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Planning for your Pets
Planning for your pets is similar to considering a legal Will, many of us dread the thought of this type of planning. To be completely honest, some avoid the situation all together (yes, I’m one of them!). However, careful consideration needs to be taken when asking ourselves the question …who would look after our pets if something happened to us? Worst still, where would they go if you were to suddenly pass away and nobody wanted them?
It’s not a nice topic of conversation, but one that needs to be had in many fur-baby homes across the globe. Planning ahead will offer you peace-of-mind if something should ever happen unexpectedly. This is particularly important if you have multiple pets or are currently living alone. If your friends or family are in this type of situation; it’s a good idea to raise the question of who would take care of their animals if they were suddenly unable to do so.
Even if you are surrounded by pet loving friends and family, having this type of confirmation that a special ‘someone’ will look after your pets, or find them a loving home if something was to happen to you is very important.
Sadly, if nobody put their hand up to take your pets home during your illness or death, they may end up in a shelter. If you have a friend or family member who is terminally ill, help them with this information. Even if you cannot help them with a home for their pets, you can help them find a good home. The sooner the process begins the easier it will be to find the perfect solution and to help put their mind at ease.
Personally, I know my pets would be distraught to not only lose their beloved owner, but to also be possibly homeless. So, planning is important. In other words, it’s time to put your ‘big kid pants on’ and make some plans.
What type of things do you need to consider?
- Be realistic, if your best friend has three dogs, two cats and a handful of children, is it fair to ask them to take in your two dogs and two cats if something was to happen to you?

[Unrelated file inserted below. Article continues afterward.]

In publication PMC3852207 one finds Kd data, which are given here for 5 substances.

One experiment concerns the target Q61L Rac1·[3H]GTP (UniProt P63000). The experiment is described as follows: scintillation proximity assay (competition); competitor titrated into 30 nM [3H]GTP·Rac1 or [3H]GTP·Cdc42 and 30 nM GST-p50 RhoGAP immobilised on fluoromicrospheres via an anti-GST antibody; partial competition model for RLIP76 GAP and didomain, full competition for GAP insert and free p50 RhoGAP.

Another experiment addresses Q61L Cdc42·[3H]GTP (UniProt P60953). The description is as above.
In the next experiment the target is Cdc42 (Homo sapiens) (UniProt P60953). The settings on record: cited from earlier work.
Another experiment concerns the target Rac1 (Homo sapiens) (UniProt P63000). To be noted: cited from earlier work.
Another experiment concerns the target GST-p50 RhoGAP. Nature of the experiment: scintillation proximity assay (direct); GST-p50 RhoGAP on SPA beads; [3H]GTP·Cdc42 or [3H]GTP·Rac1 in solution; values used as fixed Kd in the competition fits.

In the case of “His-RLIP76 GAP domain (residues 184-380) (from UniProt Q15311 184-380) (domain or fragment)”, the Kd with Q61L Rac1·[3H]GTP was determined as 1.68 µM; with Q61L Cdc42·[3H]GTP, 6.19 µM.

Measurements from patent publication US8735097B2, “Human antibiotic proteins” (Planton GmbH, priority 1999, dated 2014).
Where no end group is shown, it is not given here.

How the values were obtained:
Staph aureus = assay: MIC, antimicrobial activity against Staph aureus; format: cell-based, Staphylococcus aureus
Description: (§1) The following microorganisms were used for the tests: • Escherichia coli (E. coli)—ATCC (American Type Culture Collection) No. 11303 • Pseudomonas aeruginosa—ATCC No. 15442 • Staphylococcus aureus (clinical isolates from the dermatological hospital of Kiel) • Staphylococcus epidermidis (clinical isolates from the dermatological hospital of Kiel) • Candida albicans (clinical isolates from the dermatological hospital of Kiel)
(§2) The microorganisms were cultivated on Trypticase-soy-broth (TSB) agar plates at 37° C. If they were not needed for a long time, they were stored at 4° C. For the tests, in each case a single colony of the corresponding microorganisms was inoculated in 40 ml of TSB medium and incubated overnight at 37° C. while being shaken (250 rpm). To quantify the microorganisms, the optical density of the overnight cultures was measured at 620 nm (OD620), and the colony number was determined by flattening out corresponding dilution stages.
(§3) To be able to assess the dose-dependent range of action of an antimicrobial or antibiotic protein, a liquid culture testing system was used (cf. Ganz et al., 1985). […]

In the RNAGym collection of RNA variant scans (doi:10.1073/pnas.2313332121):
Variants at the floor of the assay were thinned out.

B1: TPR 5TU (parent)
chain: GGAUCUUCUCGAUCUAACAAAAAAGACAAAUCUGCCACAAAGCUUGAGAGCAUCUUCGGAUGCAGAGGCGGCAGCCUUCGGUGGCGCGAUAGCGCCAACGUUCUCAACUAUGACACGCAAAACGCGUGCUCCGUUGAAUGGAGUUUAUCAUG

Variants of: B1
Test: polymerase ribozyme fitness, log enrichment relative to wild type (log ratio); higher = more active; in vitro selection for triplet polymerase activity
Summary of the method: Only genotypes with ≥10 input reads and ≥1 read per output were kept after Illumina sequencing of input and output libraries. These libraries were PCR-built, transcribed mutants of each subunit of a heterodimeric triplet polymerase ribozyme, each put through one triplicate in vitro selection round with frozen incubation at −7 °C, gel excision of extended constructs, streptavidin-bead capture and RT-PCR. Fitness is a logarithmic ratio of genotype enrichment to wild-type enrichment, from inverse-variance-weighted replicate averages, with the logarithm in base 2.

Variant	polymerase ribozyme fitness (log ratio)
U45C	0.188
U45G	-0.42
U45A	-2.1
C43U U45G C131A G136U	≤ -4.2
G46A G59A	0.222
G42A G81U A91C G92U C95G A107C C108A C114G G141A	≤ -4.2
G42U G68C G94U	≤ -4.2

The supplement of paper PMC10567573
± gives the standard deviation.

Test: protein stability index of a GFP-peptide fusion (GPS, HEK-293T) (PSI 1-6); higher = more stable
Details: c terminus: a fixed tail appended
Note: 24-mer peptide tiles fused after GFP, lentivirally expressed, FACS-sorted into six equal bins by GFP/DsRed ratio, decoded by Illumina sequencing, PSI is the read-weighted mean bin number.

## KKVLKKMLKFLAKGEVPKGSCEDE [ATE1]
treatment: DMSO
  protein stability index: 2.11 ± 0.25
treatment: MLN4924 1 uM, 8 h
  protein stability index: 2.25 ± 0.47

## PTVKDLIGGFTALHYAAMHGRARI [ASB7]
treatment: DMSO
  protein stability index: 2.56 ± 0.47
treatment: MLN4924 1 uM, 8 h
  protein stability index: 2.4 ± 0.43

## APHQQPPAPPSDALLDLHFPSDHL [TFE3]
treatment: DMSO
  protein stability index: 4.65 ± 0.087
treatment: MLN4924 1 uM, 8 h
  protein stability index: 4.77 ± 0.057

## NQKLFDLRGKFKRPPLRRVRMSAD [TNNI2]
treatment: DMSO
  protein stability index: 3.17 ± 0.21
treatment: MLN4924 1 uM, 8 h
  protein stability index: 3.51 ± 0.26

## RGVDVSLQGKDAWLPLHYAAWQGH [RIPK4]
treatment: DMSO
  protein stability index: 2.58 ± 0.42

- Look for a friend or person who will be able to cope and understands the importance of pet ownership.
- Consider leaving some money in your Will for this person who will look after and/ or find a good home.
- Set up a Pet Trust for your companion animals, this can be done through your lawyer or legal advisor.
- Consider how much you want to leave for the care of your pet. Remember that if it is an extreme amount your family may contest the Will and leave your pet with much less.
Once you have found the perfect person, it’s also important to be honest and clearly outline your wishes for your pets. Remember, that your beloved companion animals will be grieving and will need lots of love and attention alongside feelings of security and routine. You can include things such as:
- Diet requirements
- Their favourite toys/ games
- Behaviour issues (e.g., Rover doesn’t like black dogs or Fluffy hates wet food.)
- Dog trainer contacts
- Vet contacts
- Microchip details
- Registration details
- Plus, detail your wishes of the type of life you want your pet to have in your absence and the type of life they are used to. Remember to put your rules down. Dogs in particularly thrive on routine, so keeping all the same rules will help them feel secure through their grief.
If this information is not urgent; it will need to be updated every few years, and always check that the nominated person is still OK for this arrangement. As the years go on, situations can change and you may need to find another family member or friend that can take on this very important role should anything ever happen.
A BIT ABOUT THE BLOGGER:
Nadia Crighton is a well-known and accomplished Australian Journalist and pet magazine Editor. As a busy mum of four humans, two dogs, 50 sheep, one cat, a handful of chickens and a goat named Billy (and let’s not forget the axolotls!), she simply adores pets of all shapes and sizes. These are her personal thoughts and advice from many years of pet-ownership and working within the pet industry.